Chandrabati

1550 – 1600
‘I have no father, no mother / I was found at the tip of a plough / I don’t know who my parents are / Or who my brother is / Like moss in a stream, I float from shore to shore’

Considered as the first female poet writing in the Bengali language, Chandrabati stands out as one of the most extraordinary female figures of 15th century Bengal. She was the daughter of the renowned Brahmin bard, Bansidas, who raised her as an equal to men in society,  teaching her to read, write, and master the the rules of literature and poetry.

A significant turning point in her life was when her first and only love, Joychandra, married another woman. The heartbreak led her to take refuge in religion and literature. At a time when women weren’t considered to have the ability or authority to write religious books, Chandrabati wrote many significant works of religious literature. Some of her contributions to Bengali literature include Sundari Malua and Dasyu Kenaram, which are prominent feminist narratives. Chandrabati’s most formidable literary achievement was her interpretation of the classic epic poem Ramayana, which she wrote from the female protagonists’ point of view. Her version positioning Sita as a central figure rather than a victim, provides a critical view of Rama and masculine heroism.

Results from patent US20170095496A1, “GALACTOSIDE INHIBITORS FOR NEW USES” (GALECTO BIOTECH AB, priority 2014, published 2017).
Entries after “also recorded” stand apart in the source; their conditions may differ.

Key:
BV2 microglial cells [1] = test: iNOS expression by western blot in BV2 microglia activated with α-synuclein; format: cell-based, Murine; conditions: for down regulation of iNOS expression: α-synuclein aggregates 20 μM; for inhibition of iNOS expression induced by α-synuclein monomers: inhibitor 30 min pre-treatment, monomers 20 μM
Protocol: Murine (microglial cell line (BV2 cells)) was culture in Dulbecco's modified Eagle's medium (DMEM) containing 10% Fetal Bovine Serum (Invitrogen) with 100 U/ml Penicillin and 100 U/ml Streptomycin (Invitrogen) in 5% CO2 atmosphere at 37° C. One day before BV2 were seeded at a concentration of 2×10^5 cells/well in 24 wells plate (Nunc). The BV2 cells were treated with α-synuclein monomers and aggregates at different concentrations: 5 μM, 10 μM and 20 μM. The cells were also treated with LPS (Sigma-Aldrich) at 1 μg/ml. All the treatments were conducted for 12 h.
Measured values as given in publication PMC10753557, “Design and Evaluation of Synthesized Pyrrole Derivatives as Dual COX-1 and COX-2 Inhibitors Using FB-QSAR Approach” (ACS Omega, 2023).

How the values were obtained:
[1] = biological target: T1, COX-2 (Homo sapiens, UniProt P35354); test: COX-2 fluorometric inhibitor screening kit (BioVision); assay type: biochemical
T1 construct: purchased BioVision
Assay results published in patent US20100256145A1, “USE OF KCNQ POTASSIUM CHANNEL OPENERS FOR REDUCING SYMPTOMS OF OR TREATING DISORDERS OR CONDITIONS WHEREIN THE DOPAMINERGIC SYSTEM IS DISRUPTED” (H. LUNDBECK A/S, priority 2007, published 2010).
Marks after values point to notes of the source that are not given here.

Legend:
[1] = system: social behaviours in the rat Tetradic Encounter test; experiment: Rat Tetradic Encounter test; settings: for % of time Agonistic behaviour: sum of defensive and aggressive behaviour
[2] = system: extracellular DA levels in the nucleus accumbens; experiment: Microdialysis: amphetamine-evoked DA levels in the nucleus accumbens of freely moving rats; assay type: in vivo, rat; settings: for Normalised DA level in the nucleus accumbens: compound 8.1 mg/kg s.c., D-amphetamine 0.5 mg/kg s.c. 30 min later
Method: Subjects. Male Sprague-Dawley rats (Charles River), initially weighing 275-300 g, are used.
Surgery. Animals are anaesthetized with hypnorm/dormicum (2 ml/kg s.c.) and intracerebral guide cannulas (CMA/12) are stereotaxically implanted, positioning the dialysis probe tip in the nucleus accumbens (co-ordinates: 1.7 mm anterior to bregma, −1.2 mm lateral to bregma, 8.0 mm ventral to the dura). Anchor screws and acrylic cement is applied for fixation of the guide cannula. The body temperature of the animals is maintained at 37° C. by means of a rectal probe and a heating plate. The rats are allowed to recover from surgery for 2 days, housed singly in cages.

Chandrabati gave voice and agency to those who suffered under conservative patriarchy and her life and work demonstrates the power of storytelling in challenging societal norms.